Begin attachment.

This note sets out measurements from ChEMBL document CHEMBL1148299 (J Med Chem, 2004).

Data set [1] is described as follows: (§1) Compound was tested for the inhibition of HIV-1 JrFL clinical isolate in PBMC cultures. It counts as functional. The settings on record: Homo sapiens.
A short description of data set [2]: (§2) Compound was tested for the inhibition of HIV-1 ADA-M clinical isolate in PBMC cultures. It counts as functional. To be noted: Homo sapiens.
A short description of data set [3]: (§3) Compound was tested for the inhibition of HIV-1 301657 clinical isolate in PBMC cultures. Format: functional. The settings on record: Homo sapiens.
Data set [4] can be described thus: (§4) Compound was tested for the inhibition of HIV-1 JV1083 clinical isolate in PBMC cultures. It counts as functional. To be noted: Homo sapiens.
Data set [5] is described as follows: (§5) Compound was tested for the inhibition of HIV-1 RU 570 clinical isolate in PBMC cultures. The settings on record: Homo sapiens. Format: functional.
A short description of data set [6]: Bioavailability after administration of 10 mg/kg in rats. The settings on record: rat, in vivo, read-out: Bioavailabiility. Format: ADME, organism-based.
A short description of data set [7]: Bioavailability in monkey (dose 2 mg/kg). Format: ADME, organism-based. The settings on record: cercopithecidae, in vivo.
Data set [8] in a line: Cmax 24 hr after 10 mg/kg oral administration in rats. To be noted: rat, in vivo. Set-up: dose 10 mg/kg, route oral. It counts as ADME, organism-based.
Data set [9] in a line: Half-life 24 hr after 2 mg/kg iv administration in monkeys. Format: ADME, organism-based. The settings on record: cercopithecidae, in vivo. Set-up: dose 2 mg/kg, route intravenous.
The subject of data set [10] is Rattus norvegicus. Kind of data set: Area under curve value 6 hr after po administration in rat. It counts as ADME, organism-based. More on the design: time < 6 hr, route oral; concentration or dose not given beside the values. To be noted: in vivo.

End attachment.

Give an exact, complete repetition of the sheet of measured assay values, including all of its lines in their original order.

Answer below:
This note sets out measurements from ChEMBL document CHEMBL1148299 (J Med Chem, 2004).

Data set [1] is described as follows: (§1) Compound was tested for the inhibition of HIV-1 JrFL clinical isolate in PBMC cultures. It counts as functional. The settings on record: Homo sapiens.
A short description of data set [2]: (§2) Compound was tested for the inhibition of HIV-1 ADA-M clinical isolate in PBMC cultures. It counts as functional. To be noted: Homo sapiens.
A short description of data set [3]: (§3) Compound was tested for the inhibition of HIV-1 301657 clinical isolate in PBMC cultures. Format: functional. The settings on record: Homo sapiens.
Data set [4] can be described thus: (§4) Compound was tested for the inhibition of HIV-1 JV1083 clinical isolate in PBMC cultures. It counts as functional. To be noted: Homo sapiens.
Data set [5] is described as follows: (§5) Compound was tested for the inhibition of HIV-1 RU 570 clinical isolate in PBMC cultures. The settings on record: Homo sapiens. Format: functional.
A short description of data set [6]: Bioavailability after administration of 10 mg/kg in rats. The settings on record: rat, in vivo, read-out: Bioavailabiility. Format: ADME, organism-based.
A short description of data set [7]: Bioavailability in monkey (dose 2 mg/kg). Format: ADME, organism-based. The settings on record: cercopithecidae, in vivo.
Data set [8] in a line: Cmax 24 hr after 10 mg/kg oral administration in rats. To be noted: rat, in vivo. Set-up: dose 10 mg/kg, route oral. It counts as ADME, organism-based.
Data set [9] in a line: Half-life 24 hr after 2 mg/kg iv administration in monkeys. Format: ADME, organism-based. The settings on record: cercopithecidae, in vivo. Set-up: dose 2 mg/kg, route intravenous.
The subject of data set [10] is Rattus norvegicus. Kind of data set: Area under curve value 6 hr after po administration in rat. It counts as ADME, organism-based. More on the design: time < 6 hr, route oral; concentration or dose not given beside the values. To be noted: in vivo.